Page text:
Benoit: Eigen 1 was a very small project, 2500 LOC and just a few months of development. Its creation in 2006 was driven by the then-simple needs of some KDE and KOffice apps. Although these needs were simple, they were already very diverse because KDE is a large meta project, and the existing libraries were too specialised to cover them all. However it quickly turned out that we had underestimated KDE's needs, and Eigen 1 was insufficient. So in 2007, I started developing Eigen 2. The aim was to finally cover all the needs of KDE and KOffice apps - a goal that, in retrospect, was very ambitious and will only be reached with Eigen 2.1. After an initial experiment with TVMET's code, I decided to restart from scratch in August 2007 and quickly got a working implementation of expression templates. However, this early Eigen 2 was very small. Development speed really picked up when Gael joined in early 2008.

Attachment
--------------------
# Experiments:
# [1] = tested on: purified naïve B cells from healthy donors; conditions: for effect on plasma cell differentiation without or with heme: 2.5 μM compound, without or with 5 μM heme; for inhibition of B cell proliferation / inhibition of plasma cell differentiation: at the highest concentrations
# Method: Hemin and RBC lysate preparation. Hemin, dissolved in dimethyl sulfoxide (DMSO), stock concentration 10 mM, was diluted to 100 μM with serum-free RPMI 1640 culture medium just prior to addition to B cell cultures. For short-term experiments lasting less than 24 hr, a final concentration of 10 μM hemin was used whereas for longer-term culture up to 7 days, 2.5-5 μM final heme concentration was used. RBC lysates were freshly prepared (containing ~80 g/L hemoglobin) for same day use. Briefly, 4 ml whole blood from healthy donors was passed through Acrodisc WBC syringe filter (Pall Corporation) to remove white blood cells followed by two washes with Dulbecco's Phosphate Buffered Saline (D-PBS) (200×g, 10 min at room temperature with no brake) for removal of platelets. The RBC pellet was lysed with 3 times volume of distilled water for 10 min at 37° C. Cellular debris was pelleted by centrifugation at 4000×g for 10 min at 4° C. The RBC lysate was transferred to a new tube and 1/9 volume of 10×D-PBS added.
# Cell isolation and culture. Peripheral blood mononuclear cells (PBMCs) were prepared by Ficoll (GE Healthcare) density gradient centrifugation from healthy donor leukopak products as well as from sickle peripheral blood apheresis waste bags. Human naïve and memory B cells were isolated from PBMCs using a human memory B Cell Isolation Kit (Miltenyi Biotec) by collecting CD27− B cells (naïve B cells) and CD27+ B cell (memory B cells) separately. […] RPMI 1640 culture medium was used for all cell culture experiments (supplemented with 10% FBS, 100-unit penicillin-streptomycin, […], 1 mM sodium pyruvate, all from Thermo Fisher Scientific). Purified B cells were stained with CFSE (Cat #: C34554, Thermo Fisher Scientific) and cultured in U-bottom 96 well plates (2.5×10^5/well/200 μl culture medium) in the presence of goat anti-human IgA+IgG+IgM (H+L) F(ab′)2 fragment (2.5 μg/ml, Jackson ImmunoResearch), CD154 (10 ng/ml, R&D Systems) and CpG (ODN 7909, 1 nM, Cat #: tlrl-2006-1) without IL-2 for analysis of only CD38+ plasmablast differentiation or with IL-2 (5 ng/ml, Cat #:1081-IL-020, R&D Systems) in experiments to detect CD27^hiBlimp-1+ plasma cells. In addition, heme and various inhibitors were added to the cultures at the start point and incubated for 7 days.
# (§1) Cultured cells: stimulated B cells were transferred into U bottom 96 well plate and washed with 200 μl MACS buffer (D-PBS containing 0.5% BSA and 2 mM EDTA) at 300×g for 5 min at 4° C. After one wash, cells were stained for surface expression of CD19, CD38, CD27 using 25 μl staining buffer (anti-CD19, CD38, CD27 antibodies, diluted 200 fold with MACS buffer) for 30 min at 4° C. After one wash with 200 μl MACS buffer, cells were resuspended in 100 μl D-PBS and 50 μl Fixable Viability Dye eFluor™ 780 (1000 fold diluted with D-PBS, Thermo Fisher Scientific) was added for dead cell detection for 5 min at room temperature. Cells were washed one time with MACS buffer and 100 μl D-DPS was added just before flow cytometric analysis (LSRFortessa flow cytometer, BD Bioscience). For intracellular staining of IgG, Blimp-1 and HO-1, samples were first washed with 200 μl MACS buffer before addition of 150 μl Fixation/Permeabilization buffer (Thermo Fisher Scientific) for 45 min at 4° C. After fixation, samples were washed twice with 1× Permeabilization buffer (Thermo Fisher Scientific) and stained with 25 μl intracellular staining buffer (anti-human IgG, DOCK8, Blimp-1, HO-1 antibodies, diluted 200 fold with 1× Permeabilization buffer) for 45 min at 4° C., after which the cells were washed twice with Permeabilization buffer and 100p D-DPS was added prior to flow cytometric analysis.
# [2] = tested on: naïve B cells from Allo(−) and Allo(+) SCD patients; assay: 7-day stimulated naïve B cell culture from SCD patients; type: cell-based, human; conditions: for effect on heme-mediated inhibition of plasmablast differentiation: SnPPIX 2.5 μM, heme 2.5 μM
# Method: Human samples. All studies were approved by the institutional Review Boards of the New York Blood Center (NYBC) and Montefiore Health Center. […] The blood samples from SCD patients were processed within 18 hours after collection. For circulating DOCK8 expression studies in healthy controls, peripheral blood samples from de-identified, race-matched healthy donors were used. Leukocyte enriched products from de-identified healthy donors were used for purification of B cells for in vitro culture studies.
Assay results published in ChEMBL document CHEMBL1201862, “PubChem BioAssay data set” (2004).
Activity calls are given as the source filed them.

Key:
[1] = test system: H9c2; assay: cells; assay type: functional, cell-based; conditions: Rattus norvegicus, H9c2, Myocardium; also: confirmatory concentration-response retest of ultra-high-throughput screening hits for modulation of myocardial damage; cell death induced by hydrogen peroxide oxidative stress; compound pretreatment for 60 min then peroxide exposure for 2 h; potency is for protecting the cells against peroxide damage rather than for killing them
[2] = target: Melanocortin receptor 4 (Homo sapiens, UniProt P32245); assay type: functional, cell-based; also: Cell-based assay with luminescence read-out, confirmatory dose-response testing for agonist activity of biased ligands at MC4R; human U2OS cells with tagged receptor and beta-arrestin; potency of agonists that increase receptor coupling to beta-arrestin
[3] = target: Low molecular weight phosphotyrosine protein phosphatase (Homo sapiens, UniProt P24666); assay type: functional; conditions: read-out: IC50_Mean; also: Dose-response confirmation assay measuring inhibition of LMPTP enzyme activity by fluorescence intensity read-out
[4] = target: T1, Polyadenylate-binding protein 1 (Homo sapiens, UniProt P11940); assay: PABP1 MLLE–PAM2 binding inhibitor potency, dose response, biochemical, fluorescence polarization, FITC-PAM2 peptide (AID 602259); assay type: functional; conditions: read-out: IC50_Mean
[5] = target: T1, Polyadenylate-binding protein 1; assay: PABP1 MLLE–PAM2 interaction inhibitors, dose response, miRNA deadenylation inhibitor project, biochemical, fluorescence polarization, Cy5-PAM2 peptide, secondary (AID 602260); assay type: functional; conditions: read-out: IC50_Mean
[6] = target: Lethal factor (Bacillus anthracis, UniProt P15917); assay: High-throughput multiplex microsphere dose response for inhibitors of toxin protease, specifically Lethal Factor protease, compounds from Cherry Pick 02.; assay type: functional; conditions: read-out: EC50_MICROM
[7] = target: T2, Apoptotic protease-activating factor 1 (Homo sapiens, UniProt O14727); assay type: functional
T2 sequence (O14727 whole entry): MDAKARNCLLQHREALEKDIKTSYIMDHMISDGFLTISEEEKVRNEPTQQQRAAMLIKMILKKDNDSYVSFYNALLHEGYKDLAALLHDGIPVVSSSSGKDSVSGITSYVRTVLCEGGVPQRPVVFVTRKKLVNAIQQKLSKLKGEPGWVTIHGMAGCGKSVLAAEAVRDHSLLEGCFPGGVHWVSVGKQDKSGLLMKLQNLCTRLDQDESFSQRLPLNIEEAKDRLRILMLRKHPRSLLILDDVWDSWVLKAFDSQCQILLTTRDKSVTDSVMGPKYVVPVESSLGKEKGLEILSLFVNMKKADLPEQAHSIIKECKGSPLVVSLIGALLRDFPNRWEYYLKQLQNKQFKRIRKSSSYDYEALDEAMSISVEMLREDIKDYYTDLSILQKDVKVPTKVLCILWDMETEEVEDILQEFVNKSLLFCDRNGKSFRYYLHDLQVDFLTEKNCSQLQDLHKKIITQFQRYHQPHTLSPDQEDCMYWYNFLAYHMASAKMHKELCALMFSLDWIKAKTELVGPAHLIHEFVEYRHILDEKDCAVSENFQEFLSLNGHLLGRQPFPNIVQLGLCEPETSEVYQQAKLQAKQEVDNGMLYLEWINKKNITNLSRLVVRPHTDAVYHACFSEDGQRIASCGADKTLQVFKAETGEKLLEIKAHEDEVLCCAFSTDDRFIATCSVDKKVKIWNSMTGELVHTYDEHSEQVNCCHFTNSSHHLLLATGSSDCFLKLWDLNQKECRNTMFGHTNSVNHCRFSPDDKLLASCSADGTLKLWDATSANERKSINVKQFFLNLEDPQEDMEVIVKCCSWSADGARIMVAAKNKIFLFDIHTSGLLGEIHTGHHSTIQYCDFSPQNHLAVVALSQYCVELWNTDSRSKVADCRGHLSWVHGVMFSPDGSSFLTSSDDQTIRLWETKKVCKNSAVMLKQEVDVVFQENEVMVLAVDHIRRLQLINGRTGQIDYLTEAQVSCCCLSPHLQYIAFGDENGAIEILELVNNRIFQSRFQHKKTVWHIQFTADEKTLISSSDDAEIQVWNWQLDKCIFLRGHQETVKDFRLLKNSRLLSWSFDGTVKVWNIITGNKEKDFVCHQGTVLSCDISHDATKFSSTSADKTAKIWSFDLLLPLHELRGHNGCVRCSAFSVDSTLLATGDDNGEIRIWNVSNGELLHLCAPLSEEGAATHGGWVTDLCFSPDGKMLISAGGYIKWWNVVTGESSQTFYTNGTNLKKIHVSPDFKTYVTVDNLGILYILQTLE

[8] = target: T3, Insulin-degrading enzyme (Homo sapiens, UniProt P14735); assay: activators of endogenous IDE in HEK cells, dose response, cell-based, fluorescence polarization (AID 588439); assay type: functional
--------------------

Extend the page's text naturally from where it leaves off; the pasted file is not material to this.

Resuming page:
Gael: A bit more than a year ago, I became tired of going back and forth between my own fixed size vector/matrix classes and more generic linear algebra packages. So, I started looking at the other existing solutions without being excited by any of them. Since I have been using KDE for about 9 years, I was really curious to know what the KDE's folks did in this area. At that time, it was exactly the start of Eigen 2 which looked promising but the fact it was based on TVMET puzzled me. Eventually, Benoît had the great idea to restart the development of Eigen 2 from scratch, and after one or two months he came up with a very lean design. Moreover his vision and feature plan for Eigen 2 exactly matched my own, and being part of the KDE community was exciting too! At the beginning, I naively thought that after one or two months the job would be done! Instead, we started playing with exciting stuff like explicit vectorisation, efficient matrix products, sparse matrix, etc.